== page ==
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LEED as an investment

  • Published at 07:59 pm January 13th, 2020

Studies show that properties with LEED certification sell for 8%-16% more than their counterparts

Carbon emissions, pollution in general, and sustainable living are all in large scale conversations now around the globe. They are concerning factors for life on the planet and everyone is looking for solutions. But as far as construction is concerned, a great step has been in place for many years now called the LEED Certification Program. It requires that certain criteria are met during the planning, construction and eventual use of a building that addresses environmental and health issues.

LEED stands for Leadership in Energy and Environmental Design and was introduced by the US Green Building Council (USGBC) as a means to meet the growing demand for greener and more sustainable development. The questions then arises why a certification system? What is different about this type of green construction and how does it affect the project, developers and the environment? 

The prime focus is being better against pollution and creating sustainable structures, as is to be expected. But the key difference is that an entire nine-factor system is in place to go about it. The outcome is much lower use of energy, water and additional resources. 

LEED requires buildings to use a multitude of design techniques to combat wastage of resources. This can be in the form of architecture that allows for the most natural inflow and allowance of light, to the re-usage or even on-site filtration of wasted water — both from human usage and rain collection. 

The existence of plenty of open space is always a great addition to a building compound, but LEED requires — depending on the level of certification — that a certain percentage of the total surface area of the compound be green area. This can be on the roof, at ground level, or spread out across various floors of the building. Some of the top rated places have up to 50% green area specified in their designs.  


All these have various effects, both for occupants and the developer, not to mention the surrounding environment. Occupants are offered an immensely healthier indoor space. Natural lighting and airflow ensure a clean atmosphere to live and work in, alongside the amazing architecture that will house them. 

With less power and water consumptions, utility bills drop significantly. Even with the much higher initial cost to install such systems, over the years, you more than make up for the costs.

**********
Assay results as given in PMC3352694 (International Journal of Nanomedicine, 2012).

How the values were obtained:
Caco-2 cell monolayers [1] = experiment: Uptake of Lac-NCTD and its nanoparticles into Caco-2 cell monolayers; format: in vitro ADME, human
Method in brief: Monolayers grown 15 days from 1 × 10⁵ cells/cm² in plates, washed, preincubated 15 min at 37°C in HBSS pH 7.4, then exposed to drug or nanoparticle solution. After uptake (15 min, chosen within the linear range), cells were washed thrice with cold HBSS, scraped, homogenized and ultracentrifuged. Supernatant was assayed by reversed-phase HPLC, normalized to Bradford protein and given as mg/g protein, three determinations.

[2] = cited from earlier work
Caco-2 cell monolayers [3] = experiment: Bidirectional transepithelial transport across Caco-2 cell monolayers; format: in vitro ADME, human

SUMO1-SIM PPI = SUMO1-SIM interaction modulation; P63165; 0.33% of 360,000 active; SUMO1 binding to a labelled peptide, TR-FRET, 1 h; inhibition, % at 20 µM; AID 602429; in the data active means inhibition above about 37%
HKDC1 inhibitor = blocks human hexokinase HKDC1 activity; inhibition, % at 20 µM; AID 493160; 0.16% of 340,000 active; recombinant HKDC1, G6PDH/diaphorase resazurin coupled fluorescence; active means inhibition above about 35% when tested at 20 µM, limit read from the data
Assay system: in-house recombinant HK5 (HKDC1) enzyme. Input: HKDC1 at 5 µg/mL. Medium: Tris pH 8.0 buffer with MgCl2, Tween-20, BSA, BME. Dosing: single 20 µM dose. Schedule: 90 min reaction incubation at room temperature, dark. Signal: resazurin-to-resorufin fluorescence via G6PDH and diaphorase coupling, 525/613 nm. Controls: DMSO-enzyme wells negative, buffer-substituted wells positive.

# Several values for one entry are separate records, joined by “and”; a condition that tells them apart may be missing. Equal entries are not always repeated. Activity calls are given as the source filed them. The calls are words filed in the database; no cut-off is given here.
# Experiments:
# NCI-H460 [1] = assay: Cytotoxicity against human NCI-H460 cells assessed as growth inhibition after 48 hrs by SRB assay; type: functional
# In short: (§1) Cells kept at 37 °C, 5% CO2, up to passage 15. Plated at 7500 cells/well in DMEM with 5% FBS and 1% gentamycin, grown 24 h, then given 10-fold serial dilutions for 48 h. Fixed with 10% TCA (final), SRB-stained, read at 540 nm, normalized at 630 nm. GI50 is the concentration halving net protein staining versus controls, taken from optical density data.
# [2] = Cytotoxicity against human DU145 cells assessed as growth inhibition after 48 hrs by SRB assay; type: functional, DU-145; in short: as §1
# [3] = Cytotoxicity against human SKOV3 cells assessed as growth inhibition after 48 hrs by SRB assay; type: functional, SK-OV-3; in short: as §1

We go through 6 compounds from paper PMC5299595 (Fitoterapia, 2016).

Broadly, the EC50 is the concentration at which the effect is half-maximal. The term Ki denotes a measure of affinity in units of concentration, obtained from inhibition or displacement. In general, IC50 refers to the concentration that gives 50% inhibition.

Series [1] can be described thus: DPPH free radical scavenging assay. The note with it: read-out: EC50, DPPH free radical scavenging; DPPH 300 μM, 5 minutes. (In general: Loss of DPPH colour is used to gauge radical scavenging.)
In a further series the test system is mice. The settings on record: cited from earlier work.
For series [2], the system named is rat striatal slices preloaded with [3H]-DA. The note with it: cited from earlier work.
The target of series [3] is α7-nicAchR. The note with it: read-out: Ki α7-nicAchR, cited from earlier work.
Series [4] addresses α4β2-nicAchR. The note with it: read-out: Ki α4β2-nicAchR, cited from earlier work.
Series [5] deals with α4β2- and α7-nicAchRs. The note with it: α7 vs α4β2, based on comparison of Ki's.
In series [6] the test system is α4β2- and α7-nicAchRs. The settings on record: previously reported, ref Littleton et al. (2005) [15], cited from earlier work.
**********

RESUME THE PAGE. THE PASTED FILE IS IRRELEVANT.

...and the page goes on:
For developers, it is a way to be instantly recognized as a proponent of better construction and the certification outside the build works as instant proof of this. Everyone becomes instantly aware with such a form of certification that the building in question was made of the highest grade materials from sustainable sources and means. In-turn, this increases the brand value of the company involved with such a venture. 


Environmentally sound and a greater brand image can have an astounding impact on value and that really is the bulk of what developers look forward to. There are many companies working vigilantly to bring green construction into the limelight, but without significant cash flow back in, even they cannot sustain their drives. These projects are highly expensive, so why would someone opt for these instead of the cheaper, more common sites?

Most businesses want to be associated with being green so investing in green buildings is a great step forward to achieving higher levels of public goodwill. In this day and age, being a green-friendly entity can highly boost business for any company — not to mention it has huge tax significance in many countries. So, being able to purchase a piece of one of these beautifully constructed, highly environmentally friendly projects, with LEED certification brazenly highlighted in front of buildings, is in high demand.

And this requirement drives the demand for these highly expensive investments. Businesses want the ready-made goodwill and developers want to sell fast. It is truly win-win for all parties involved. But the prices are very high, so it is well recommended for larger-scale, future-proof companies to do the investing.

Though you can expect a significant amount of savings from the use of the place, it does take quite a few years to reach that point, considering the initial price you have to pay. Even then, in the chance that one has to move out of the site for one reason or another, LEED certified projects have great resale value, so fear of loss is very minute in this case.

Projects with LEED certification gain prestige and prominence — which in turn generates better prices and even higher resale value than other projects. There are several studies that show that properties with LEED certification sell for 8%-16% more than their counterparts. Attaining LEED certification is an asset to any project that has both an environmental and financial effect.

Green construction and green living are more common in developed countries but is a growing factor in Bangladesh. The practice’s much greater initial costs may deter many from stepping into the fray, but it is great for the long run — and it is coming to stay. Early adopters in Bangladesh will see the greatest benefit of their decisions, in terms of energy and water savings, good environmental impact, and goodwill gained.

As time moves on, we can only hope to see more green initiatives in the country. As for LEED certification, it is definitely a step in the right direction for developers, businesses, and individuals looking to live green.